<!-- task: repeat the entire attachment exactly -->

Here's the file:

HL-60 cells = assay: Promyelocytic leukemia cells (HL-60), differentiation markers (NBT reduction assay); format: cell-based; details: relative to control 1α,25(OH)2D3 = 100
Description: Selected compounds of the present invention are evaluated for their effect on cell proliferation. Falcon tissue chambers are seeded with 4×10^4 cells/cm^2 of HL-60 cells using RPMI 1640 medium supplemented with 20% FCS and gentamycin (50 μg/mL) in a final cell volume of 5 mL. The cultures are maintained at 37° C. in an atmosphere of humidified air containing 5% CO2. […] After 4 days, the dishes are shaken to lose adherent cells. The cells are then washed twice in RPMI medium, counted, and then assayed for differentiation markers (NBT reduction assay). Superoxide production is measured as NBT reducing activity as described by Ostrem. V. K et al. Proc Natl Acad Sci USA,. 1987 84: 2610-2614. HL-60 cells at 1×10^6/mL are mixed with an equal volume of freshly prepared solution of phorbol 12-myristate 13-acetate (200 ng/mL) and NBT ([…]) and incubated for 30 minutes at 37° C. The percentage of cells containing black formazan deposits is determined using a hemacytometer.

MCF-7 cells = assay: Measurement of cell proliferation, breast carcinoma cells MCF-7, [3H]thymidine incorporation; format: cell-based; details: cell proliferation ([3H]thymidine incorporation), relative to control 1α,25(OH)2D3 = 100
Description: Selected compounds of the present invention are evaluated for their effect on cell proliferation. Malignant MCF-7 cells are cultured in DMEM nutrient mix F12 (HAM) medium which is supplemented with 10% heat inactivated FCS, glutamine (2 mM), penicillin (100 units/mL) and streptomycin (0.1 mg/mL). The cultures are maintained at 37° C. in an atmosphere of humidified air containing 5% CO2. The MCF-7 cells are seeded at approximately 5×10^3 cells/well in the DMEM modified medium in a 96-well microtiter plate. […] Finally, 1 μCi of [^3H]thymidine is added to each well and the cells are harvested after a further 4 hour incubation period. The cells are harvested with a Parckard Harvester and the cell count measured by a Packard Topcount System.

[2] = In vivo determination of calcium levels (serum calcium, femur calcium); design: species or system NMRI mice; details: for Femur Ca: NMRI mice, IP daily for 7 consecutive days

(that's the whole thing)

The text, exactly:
HL-60 cells = assay: Promyelocytic leukemia cells (HL-60), differentiation markers (NBT reduction assay); format: cell-based; details: relative to control 1α,25(OH)2D3 = 100
Description: Selected compounds of the present invention are evaluated for their effect on cell proliferation. Falcon tissue chambers are seeded with 4×10^4 cells/cm^2 of HL-60 cells using RPMI 1640 medium supplemented with 20% FCS and gentamycin (50 μg/mL) in a final cell volume of 5 mL. The cultures are maintained at 37° C. in an atmosphere of humidified air containing 5% CO2. […] After 4 days, the dishes are shaken to lose adherent cells. The cells are then washed twice in RPMI medium, counted, and then assayed for differentiation markers (NBT reduction assay). Superoxide production is measured as NBT reducing activity as described by Ostrem. V. K et al. Proc Natl Acad Sci USA,. 1987 84: 2610-2614. HL-60 cells at 1×10^6/mL are mixed with an equal volume of freshly prepared solution of phorbol 12-myristate 13-acetate (200 ng/mL) and NBT ([…]) and incubated for 30 minutes at 37° C. The percentage of cells containing black formazan deposits is determined using a hemacytometer.

MCF-7 cells = assay: Measurement of cell proliferation, breast carcinoma cells MCF-7, [3H]thymidine incorporation; format: cell-based; details: cell proliferation ([3H]thymidine incorporation), relative to control 1α,25(OH)2D3 = 100
Description: Selected compounds of the present invention are evaluated for their effect on cell proliferation. Malignant MCF-7 cells are cultured in DMEM nutrient mix F12 (HAM) medium which is supplemented with 10% heat inactivated FCS, glutamine (2 mM), penicillin (100 units/mL) and streptomycin (0.1 mg/mL). The cultures are maintained at 37° C. in an atmosphere of humidified air containing 5% CO2. The MCF-7 cells are seeded at approximately 5×10^3 cells/well in the DMEM modified medium in a 96-well microtiter plate. […] Finally, 1 μCi of [^3H]thymidine is added to each well and the cells are harvested after a further 4 hour incubation period. The cells are harvested with a Parckard Harvester and the cell count measured by a Packard Topcount System.

[2] = In vivo determination of calcium levels (serum calcium, femur calcium); design: species or system NMRI mice; details: for Femur Ca: NMRI mice, IP daily for 7 consecutive days